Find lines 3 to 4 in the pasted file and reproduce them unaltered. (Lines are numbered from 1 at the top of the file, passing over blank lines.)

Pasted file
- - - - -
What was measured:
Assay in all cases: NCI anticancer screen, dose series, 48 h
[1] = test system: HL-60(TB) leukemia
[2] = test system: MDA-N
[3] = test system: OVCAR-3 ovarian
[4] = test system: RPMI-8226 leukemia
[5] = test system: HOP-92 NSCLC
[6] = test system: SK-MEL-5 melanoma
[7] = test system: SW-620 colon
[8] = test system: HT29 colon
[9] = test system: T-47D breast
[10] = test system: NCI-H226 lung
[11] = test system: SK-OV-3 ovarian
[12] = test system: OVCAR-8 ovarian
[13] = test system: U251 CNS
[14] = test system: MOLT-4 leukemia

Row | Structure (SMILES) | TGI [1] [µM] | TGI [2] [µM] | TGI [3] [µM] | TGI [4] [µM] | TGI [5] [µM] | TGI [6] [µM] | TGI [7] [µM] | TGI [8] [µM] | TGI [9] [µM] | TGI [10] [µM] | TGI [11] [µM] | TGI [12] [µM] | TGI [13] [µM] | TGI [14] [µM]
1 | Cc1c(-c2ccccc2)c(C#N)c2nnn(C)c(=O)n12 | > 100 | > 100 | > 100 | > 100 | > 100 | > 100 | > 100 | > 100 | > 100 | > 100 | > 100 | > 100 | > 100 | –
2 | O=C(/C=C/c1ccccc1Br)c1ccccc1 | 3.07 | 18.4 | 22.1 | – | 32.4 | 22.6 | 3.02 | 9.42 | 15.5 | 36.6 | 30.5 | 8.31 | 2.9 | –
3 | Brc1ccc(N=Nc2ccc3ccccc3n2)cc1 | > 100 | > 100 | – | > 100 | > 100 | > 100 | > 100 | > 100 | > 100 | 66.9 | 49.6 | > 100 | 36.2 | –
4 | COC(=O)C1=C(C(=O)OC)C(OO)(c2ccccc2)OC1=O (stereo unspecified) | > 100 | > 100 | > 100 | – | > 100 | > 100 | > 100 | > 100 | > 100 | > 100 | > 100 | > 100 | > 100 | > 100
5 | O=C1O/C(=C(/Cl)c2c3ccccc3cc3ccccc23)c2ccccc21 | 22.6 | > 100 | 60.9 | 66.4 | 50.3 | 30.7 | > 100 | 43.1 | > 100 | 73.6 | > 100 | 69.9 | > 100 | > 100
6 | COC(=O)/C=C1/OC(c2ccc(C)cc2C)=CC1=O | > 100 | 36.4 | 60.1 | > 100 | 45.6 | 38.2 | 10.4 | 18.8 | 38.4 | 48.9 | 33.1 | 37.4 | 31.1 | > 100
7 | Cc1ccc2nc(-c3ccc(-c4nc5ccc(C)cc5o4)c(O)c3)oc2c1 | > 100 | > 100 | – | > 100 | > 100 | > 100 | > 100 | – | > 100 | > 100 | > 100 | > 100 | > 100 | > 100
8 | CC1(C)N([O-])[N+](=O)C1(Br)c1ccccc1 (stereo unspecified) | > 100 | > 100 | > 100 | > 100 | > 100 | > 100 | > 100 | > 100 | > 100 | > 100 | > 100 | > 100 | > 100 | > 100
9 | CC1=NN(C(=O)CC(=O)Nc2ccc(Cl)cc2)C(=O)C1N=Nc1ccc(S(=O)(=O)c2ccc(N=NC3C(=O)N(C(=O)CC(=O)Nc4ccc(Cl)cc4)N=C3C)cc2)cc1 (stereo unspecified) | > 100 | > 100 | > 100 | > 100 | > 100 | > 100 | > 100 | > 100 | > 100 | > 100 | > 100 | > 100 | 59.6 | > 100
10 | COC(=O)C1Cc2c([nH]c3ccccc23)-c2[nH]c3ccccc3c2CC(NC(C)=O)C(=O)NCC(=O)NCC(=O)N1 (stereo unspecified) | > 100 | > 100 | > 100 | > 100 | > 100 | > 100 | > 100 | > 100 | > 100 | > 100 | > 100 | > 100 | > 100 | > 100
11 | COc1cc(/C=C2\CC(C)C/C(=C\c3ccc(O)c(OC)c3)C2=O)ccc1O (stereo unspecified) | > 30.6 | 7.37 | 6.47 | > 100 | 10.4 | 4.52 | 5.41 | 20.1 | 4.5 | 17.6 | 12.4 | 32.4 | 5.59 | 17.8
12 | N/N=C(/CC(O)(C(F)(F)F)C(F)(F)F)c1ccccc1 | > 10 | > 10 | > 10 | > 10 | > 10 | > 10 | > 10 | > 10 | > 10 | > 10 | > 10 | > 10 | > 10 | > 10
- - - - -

[1] = test system: HL-60(TB) leukemia
[2] = test system: MDA-N